Now Google is preparing to use technology from a recent acquisition, QuickOffice, to close that gap.
In recent weeks, Google sources have told me that Google has been internally testing, or “dogfooding,” QuickOffice, which began life as a standalone productivity app that offers better compatibility with Office than Google’s own Apps. Now, however, Google is testing QuickOffice as a cloud-based service in its own Chrome browser.
(Google already provides QuickOffice as part of its Google Apps subscription, specifically as an app for customers with Android tablets or iPads.)
QuickOffice uses the same .DOCX file format that Office does, allowing users to quickly edit and share the same files as Office users. QuickOffice compatibility probably means that more businesses and users will see Google Apps as a viable alternative to Office, wounding Microsoft’s Office cash cow.
Google sources also say they’re confident that Microsoft won’t be able to block QuickOffice with licensing issues or other legal threats. Eventually, these individuals say, QuickOffice will become the foundation of Google Apps, although that’s still a ways off.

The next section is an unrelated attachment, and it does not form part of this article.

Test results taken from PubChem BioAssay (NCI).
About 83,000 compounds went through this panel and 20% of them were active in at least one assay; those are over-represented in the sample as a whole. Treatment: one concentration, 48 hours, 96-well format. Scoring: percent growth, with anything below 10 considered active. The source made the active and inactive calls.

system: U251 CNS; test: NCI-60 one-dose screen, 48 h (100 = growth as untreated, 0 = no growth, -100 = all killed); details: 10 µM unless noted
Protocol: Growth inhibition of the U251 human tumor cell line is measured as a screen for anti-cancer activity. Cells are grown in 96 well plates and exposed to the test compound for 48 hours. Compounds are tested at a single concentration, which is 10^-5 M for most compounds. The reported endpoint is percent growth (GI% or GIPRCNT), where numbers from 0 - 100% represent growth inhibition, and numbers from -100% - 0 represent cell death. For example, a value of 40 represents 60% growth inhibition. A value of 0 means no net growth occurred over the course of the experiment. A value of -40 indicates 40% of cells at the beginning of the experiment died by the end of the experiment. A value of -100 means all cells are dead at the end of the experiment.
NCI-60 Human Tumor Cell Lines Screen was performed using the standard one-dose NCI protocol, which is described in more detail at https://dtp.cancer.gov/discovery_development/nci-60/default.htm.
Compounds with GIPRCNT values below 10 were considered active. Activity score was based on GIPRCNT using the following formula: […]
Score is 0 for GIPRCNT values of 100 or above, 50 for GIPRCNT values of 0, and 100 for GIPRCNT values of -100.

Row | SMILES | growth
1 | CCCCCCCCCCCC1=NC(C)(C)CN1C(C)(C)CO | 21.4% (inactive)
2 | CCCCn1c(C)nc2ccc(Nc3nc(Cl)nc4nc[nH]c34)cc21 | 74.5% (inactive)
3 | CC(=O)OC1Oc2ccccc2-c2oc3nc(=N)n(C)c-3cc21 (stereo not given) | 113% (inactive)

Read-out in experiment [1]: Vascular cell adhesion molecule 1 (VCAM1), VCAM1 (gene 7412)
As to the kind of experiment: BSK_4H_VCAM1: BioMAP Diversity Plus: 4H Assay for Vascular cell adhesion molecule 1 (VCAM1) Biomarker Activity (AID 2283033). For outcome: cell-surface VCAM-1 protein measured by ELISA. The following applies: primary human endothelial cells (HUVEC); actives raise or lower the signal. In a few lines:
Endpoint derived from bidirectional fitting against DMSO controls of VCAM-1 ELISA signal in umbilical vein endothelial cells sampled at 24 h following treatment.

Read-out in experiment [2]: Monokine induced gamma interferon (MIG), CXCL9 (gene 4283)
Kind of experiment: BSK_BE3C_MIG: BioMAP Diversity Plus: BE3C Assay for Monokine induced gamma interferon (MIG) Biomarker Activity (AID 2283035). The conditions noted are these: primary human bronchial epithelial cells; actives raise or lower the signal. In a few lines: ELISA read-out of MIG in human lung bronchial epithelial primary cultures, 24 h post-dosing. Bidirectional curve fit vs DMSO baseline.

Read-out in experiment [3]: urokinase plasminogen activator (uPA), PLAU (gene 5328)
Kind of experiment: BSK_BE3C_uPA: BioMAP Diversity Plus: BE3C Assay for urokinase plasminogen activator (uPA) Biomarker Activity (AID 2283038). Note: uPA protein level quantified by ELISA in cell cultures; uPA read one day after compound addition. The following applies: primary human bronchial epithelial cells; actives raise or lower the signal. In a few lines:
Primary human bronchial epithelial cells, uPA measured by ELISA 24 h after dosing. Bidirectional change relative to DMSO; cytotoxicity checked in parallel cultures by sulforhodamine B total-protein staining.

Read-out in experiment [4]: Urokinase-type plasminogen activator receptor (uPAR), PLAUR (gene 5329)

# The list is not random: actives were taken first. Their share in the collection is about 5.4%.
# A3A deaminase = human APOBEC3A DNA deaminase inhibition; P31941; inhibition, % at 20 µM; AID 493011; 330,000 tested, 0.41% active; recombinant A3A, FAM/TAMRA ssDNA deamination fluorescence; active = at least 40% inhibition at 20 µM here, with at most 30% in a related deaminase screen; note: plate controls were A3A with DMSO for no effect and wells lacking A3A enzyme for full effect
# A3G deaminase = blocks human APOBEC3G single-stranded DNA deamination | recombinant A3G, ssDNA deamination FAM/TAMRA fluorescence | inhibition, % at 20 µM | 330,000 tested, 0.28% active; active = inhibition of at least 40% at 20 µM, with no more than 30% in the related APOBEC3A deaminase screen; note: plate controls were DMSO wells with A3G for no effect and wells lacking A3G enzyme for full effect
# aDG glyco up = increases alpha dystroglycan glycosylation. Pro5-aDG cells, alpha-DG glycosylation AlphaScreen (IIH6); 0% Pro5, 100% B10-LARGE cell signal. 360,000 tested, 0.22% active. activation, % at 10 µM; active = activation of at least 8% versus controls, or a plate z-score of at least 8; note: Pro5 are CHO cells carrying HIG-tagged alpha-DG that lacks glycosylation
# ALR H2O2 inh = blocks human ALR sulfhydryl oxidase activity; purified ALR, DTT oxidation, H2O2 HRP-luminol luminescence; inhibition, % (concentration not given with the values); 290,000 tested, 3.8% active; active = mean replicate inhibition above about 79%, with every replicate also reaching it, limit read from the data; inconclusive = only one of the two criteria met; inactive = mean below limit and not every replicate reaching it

The target, Google sources said, isn’t the full PC-based version of Office itself – although that might be a bit of spin. Instead, Google claims to think of QuickOffice as a competitor to Microsoft’s own Web-based versions of Word, PowerPoint, and Excel – which often deliberately fall short of full Office functionality. For now, that means running QuickOffice as a browser app, probably using Google’s Native Client technology, until Google’s engineers can integrate it directly with Apps.
It’s another example of the growing tension between Microsoft and Google, evidenced by the Microsoft’s “rule-breaking” YouTube Windows Phone app and its use of an open API to talk to Google+ users via its Outlook.com Web site.